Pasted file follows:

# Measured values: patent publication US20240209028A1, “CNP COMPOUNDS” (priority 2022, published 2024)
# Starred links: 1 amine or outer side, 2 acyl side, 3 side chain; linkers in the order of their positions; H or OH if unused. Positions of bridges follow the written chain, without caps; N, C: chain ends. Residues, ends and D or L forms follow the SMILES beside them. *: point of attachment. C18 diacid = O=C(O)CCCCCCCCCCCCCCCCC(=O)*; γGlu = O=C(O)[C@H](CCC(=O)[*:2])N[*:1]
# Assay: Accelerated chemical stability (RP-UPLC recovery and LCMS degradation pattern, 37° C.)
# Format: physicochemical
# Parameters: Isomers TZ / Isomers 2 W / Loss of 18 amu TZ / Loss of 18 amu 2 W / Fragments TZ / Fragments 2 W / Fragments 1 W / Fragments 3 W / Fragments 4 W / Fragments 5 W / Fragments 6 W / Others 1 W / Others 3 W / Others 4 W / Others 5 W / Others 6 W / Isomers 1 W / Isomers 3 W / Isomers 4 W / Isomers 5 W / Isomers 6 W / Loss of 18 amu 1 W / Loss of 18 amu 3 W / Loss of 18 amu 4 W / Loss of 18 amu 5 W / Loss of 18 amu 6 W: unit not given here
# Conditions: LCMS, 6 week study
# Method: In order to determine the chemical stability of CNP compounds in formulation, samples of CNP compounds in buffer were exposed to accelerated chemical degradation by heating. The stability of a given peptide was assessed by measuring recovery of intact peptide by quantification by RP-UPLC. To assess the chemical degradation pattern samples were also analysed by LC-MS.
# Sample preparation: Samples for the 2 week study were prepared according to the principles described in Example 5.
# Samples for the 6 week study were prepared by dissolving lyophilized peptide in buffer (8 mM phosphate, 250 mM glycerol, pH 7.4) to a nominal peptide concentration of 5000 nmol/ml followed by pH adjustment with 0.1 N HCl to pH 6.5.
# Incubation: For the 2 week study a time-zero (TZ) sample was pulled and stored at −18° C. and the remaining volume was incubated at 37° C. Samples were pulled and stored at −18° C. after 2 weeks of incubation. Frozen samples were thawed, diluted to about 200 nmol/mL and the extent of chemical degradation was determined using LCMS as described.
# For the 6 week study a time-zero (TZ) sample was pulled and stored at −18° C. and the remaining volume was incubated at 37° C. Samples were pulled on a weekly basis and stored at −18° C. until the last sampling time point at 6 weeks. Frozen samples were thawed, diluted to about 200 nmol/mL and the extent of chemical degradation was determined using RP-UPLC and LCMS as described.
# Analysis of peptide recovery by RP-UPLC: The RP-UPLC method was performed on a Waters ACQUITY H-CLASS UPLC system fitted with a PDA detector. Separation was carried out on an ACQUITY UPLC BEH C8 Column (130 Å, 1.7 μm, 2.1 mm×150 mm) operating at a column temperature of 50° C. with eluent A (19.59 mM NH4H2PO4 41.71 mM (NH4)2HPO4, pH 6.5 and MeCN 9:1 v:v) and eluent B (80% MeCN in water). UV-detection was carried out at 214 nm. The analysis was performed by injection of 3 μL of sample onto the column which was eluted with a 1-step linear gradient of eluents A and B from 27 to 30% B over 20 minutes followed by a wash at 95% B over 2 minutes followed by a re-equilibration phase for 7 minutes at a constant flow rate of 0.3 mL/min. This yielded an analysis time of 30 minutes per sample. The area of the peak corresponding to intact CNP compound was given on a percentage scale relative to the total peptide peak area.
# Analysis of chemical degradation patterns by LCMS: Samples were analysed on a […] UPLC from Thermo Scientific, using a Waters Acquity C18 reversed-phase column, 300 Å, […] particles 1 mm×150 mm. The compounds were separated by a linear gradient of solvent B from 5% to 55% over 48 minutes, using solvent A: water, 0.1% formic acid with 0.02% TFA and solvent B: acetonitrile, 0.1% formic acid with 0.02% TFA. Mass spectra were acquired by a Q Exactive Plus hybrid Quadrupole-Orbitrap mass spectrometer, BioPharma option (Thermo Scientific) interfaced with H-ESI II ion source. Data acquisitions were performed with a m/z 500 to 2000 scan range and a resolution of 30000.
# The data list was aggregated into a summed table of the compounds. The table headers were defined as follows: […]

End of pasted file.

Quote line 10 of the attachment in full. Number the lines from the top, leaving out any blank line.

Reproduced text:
# Incubation: For the 2 week study a time-zero (TZ) sample was pulled and stored at −18° C. and the remaining volume was incubated at 37° C. Samples were pulled and stored at −18° C. after 2 weeks of incubation. Frozen samples were thawed, diluted to about 200 nmol/mL and the extent of chemical degradation was determined using LCMS as described.